selflighting

lighting

[lahy-ting]
noun
1.
the act of igniting or illuminating: the lighting of many candles; the annual lighting of the Christmas tree.
2.
the arrangement of lights to achieve particular effects: to work out the lighting for one's living room.
3.
an effect achieved by the arrangement of lights: Several critics praised the lighting of the play.
4.
the science, theory, or method of achieving particular effects by the use of lights.
5.
the way light falls upon a face, object, etc., especially in a picture.

Origin:
before 1000; Middle English lightinge, Old English līhting. See light1, -ing1

self-lighting, adjective
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World English Dictionary
lighting (ˈlaɪtɪŋ)
 
n
1.  the act or quality of illumination or ignition
2.  the apparatus for supplying artificial light effects to a stage, film, or television set
3.  the distribution of light on an object or figure, as in painting, photography, etc

Collins English Dictionary - Complete & Unabridged 10th Edition
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Etymonline
Word Origin & History

light
"brightness," O.E. leht, earlier leoht, from W.Gmc. *leukhtam (cf. O.Fris. liacht, M.Du. lucht, Ger. Licht), from PIE *leuk- "light, brightness" (cf. Skt. rocate "shines;" Arm. lois "light," lusin "moon;" Gk. leukos "bright, shining, white;" L. lucere "to shine," lux "light," lucidus "clear;" O.C.S.
luci "light;" Lith. laukas "pale;" Welsh llug "gleam, glimmer;" O.Ir. loche "lightning," luchair "brightness;" Hittite lukezi "is bright"). The -gh- was an Anglo-Fr. scribal attempt to render the O.E. hard -h- sound, which has since disappeared. The figurative spiritual sense was in O.E.; the sense of "mental illumination" is first recorded mid-15c. Meaning "something used for igniting" is from 1680s. The related verb is from O.E. lyhtan (cf. O.S. liohtian, Ger. leuchten, Goth. liuhtjan).

light
"not heavy," from O.E. leoht, from P.Gmc. *lingkhtaz (cf. O.N. lettr, Swed. lätt, O.Fris., M.Du. licht, Ger. leicht, Goth. leihts), from PIE base *le(n)gwh- "light, easy, agile, nimble" (cf. L. levis "light;" see lever). The notion in make light of (1520s) is of "unimportance."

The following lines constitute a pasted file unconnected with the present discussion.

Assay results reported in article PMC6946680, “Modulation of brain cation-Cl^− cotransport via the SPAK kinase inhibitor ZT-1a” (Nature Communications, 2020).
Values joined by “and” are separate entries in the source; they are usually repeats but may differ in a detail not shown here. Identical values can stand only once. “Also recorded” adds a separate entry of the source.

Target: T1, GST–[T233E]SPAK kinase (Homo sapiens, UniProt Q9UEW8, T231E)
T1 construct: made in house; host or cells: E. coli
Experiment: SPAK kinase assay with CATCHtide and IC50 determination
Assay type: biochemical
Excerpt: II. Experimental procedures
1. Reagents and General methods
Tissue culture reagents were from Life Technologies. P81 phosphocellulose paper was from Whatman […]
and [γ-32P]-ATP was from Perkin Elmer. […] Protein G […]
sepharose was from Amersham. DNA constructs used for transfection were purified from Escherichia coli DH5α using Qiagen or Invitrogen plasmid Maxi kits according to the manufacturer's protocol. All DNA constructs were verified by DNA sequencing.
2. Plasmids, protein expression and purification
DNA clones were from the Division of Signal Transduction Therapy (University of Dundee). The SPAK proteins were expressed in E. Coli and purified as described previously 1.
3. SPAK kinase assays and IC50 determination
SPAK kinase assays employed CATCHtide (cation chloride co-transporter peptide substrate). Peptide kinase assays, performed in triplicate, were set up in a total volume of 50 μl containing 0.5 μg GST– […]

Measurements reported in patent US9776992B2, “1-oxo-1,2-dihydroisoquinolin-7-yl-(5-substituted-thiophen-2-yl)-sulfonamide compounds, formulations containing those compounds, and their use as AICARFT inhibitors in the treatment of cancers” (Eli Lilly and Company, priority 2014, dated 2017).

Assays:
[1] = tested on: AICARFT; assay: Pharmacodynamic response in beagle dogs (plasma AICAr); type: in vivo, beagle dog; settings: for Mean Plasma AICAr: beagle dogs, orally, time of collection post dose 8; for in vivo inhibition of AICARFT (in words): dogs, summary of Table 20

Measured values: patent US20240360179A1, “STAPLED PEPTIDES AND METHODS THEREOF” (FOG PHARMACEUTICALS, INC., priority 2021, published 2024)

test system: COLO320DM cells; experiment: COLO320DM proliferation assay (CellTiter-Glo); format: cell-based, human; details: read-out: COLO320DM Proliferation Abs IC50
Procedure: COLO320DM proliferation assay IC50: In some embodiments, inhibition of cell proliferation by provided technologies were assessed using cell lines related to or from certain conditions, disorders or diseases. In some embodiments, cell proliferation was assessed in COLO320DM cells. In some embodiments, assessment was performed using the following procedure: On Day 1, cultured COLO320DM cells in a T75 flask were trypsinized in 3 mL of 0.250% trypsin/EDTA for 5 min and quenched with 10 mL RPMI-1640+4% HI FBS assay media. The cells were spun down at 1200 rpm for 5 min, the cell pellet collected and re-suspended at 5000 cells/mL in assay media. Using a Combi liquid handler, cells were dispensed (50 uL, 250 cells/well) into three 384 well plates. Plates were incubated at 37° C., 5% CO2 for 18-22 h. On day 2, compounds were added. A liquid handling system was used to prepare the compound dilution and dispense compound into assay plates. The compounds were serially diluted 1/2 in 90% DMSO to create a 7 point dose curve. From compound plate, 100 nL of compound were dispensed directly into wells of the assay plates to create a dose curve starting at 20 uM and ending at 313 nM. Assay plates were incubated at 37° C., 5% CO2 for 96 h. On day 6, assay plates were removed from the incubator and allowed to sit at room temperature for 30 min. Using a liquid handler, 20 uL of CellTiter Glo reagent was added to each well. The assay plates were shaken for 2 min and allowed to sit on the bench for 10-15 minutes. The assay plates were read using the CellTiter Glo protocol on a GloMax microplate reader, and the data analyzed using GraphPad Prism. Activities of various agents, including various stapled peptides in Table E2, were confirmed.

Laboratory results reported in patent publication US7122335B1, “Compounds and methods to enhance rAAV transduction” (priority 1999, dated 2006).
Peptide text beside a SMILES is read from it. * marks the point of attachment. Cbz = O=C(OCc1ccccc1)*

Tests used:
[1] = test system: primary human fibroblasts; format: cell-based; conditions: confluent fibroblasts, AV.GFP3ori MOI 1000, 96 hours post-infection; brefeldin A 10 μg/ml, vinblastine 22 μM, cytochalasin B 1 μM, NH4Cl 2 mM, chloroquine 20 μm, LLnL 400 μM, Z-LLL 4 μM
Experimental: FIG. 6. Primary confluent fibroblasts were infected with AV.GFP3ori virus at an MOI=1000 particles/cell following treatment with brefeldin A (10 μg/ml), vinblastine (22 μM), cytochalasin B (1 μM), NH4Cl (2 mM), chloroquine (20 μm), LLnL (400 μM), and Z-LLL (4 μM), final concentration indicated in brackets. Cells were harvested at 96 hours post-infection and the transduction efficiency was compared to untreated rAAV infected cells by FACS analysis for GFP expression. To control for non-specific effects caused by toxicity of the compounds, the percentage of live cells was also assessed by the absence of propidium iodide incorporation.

Alternative spelling lite, the darling of advertisers, is first recorded 1962. Light-skirts "woman of easy virtue" is attested from 1590s.

light
"touch down," from O.E. lihtan "to alight," from P.Gmc. *linkhtijan, lit. "to make light," from *lingkhtaz "not heavy" (see light (adj.)). Apparently the ground sense is "to dismount a horse, etc., and thus relieve it of one's weight." To light out "leave hastily" is 1870,
from a nautical meaning "move out, move heavy objects," of unknown origin but perhaps belonging to this word.
Online Etymology Dictionary, © 2010 Douglas Harper
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American Heritage
Medical Dictionary

light (līt)
n.

  1. Electromagnetic radiation that has a wavelength in the range from about 4,000 (violet) to about 7,700 (red) angstroms and may be perceived by the normal unaided human eye.

  2. Electromagnetic radiation of any wavelength.

The American Heritage® Stedman's Medical Dictionary
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American Heritage
Science Dictionary
light   (līt)  Pronunciation Key 
  1. Electromagnetic radiation that can be perceived by the human eye. It is made up of electromagnetic waves with wavelengths between 4 × 10-7 and 7 × 10-7 meters. Light, and all other electromagnetic radiation, travels at a speed of about 299,728 km (185,831 mi) per second in a vacuum. See also photon.

  2. Electromagnetic energy of a wavelength just outside the range the human eye can detect, such as infrared light and ultraviolet light. See Note at electromagnetic radiation.


The American Heritage® Science Dictionary
Copyright © 2002. Published by Houghton Mifflin. All rights reserved.
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American Heritage
Cultural Dictionary

light definition


The type of electromagnetic wave that is visible to the human eye. Visible light runs along a spectrum from the short wavelengths of violet to the longer wavelengths of red. (See photon.)

The American Heritage® New Dictionary of Cultural Literacy, Third Edition
Copyright © 2005 by Houghton Mifflin Company.
Published by Houghton Mifflin Company. All rights reserved.
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